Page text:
The Wrong Box

By Robert Louis

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...THE WRONG BOX

By Robert Louis Stevenson And Lloyd Osbourne




PREFACE

'Nothing like a little judicious levity,' says...

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...house, and a battle-royal that
he had with a brother tontiner who had kicked his shins....

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...thirty
miles to address an infant school. He was no student; his reading was
confined to elementary...

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...of eleven European languages.
The first of these guides is hardly applicable to the purposes of...

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...bar, and the sporting
papers, must have been anywhere a secondary figure; and the cares
and delights...

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...to
extend it, and it was only the liabilities he succeeded in extending; to
restrict it, and...

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...and the
calculation of insignificant statistics.

Here he would sometimes lament his connection with the tontine. 'If...

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...he had consoled himself by
frequent appliances to the bottle; it would even seem that (toward...

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...it was known
that (in the matter of investments) he preferred the solid to the
brilliant. What...

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...clerk.

It was now time, according to Sir Faraday Bond, the medical baronet
whose name is so...

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...one, for he's clever, and
be damned to him! But I'm clever too; and I'm desperate....

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...cried, resuming a discussion which
had scarcely ceased all morning. 'The bill is not yours; it...

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...the platform of
a station, in the midst of the New Forest, the real name of...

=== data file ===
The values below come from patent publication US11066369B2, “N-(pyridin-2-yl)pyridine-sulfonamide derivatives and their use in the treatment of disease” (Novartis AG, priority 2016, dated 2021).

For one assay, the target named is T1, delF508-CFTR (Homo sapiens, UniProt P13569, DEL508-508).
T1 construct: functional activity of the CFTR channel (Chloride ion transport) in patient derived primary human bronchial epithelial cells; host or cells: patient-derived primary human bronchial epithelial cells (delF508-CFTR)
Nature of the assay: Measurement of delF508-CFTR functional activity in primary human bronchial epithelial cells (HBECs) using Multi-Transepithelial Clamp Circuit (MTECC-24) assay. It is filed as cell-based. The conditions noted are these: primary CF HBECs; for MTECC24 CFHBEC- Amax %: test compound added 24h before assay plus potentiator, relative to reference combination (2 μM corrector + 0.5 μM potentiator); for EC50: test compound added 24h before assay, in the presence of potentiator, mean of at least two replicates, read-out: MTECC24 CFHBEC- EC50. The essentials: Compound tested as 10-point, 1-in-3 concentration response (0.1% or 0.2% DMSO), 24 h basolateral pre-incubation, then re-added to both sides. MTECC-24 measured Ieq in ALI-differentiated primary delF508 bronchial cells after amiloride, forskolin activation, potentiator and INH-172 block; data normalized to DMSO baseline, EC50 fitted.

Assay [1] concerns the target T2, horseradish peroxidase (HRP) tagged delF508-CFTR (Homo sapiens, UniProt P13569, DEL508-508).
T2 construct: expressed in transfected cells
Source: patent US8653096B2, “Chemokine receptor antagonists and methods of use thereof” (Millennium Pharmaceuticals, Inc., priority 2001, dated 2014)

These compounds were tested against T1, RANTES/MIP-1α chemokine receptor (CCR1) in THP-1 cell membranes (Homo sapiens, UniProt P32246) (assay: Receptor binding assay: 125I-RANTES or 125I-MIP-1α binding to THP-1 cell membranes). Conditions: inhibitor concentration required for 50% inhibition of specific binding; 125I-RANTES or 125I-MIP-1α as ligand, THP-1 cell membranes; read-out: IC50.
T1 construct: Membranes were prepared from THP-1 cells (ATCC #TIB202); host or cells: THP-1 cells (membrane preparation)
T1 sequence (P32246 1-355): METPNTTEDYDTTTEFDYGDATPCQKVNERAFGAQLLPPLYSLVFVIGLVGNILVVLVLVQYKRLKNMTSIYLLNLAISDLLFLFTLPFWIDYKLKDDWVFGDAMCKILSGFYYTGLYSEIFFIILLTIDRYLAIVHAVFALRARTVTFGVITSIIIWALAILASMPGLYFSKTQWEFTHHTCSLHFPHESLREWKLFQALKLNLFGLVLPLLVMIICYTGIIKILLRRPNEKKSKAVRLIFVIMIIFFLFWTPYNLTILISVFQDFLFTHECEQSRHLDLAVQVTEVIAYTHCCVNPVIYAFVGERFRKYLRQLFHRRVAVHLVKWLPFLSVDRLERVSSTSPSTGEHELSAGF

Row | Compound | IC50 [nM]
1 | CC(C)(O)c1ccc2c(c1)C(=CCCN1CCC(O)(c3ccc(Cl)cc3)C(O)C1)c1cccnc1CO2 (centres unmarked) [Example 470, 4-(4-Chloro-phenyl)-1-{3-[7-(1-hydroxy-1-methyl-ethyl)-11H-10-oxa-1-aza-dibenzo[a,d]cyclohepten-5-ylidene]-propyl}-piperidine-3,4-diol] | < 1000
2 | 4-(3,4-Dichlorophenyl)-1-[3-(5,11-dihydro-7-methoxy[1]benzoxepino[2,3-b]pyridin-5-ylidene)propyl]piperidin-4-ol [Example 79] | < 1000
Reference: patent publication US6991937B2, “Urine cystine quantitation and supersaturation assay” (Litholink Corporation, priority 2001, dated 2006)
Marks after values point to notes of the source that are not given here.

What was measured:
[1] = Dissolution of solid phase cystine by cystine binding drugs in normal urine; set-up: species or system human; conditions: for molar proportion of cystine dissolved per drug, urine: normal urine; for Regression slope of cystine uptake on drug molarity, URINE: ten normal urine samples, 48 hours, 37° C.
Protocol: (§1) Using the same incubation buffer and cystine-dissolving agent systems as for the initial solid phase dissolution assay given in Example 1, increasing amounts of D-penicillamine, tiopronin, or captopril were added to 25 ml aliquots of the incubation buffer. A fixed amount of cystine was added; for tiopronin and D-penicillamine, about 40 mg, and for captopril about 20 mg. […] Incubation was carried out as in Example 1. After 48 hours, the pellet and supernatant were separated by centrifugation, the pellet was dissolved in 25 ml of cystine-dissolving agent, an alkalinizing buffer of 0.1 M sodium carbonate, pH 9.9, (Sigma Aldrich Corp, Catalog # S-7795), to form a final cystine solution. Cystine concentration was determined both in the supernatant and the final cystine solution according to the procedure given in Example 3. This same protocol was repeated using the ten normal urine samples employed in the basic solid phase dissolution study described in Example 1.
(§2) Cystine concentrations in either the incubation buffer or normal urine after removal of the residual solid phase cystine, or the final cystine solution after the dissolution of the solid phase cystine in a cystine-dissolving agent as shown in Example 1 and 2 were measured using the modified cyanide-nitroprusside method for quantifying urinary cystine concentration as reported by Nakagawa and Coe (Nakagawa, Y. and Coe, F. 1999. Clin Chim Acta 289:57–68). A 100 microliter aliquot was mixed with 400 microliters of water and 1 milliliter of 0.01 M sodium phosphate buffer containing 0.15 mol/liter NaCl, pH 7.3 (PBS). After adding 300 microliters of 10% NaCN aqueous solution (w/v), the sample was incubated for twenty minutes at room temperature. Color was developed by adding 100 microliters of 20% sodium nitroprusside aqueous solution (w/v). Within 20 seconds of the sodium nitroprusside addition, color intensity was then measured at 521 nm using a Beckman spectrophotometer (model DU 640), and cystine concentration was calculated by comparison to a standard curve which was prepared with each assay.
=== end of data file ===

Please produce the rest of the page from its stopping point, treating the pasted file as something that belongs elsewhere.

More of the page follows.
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...windows on
the track, the guard was crying to them to stay where they were; at...

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...death.

Just then they were approached by a party of men who had already
organized themselves for...

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...there was no sentiment in the face of Morris as he gazed upon the
dead. Gnawing...

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...about.'

'Upon my word,' cried Morris, 'if you do not understand for yourself, I
almost despair of...

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...country,' retorted Morris. 'This wood
may be a regular lovers' walk. Turn your mind to the...

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...as they were able the disorder of their clothes, the
Finsbury brothers returned to Browndean by...

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...the packing-case complete; in the absence
of straw, the blankets (which he himself, at least, had...

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...not,' responded Morris, in a more conciliatory tone; 'I only
ask a month at the outside;...

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...couple of
half-crowns. Even with the tontine before his eyes, this was as much as
he could...

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...a dream into the millions of London. By a peculiar
interposition of Providence and railway mismanagement...

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...quite good enough for Mr Chandler;
but the cart had scarcely begun to move forward ere...

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...Mr Finsbury. 'What I tell you is a
scientific fact, and reposes on the theory of...

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...shop windows glimmered forth into the streets of
the old seaport; in private houses lights were...

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...guests with an eye to the
delights of oratory. There were near a dozen present, all...

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...look back on that evening as the most tiresome
they ever spent.

Long before Mr Finsbury had...

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...him the negotiable bill.

'It is not legal tender,' replied Mr Watts. 'You must leave my...

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...board the van. It is often the cheering
task of the historian to direct attention to...

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...a tongue, my dear Wickham, sharper than
a serpent's tooth.'

'Cantankerous old party, eh?' suggested Wickham.

'Not in...

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...the family of a Wallachian Hospodar, resident for
political reasons in the gay city of Paris....

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...but I like to be a JP. Speaking as a